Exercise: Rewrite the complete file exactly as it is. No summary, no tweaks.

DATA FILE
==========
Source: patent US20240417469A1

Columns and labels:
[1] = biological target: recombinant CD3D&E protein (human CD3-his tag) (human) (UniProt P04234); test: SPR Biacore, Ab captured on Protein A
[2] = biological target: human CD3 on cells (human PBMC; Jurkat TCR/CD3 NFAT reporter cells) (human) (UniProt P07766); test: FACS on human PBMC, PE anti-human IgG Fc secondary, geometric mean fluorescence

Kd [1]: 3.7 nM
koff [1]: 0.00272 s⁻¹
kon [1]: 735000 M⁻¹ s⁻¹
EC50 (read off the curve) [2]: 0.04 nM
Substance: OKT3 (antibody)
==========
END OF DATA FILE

Source: patent US20240417469A1

Columns and labels:
[1] = biological target: recombinant CD3D&E protein (human CD3-his tag) (human) (UniProt P04234); test: SPR Biacore, Ab captured on Protein A
[2] = biological target: human CD3 on cells (human PBMC; Jurkat TCR/CD3 NFAT reporter cells) (human) (UniProt P07766); test: FACS on human PBMC, PE anti-human IgG Fc secondary, geometric mean fluorescence

Kd [1]: 3.7 nM
koff [1]: 0.00272 s⁻¹
kon [1]: 735000 M⁻¹ s⁻¹
EC50 (read off the curve) [2]: 0.04 nM
Substance: OKT3 (antibody)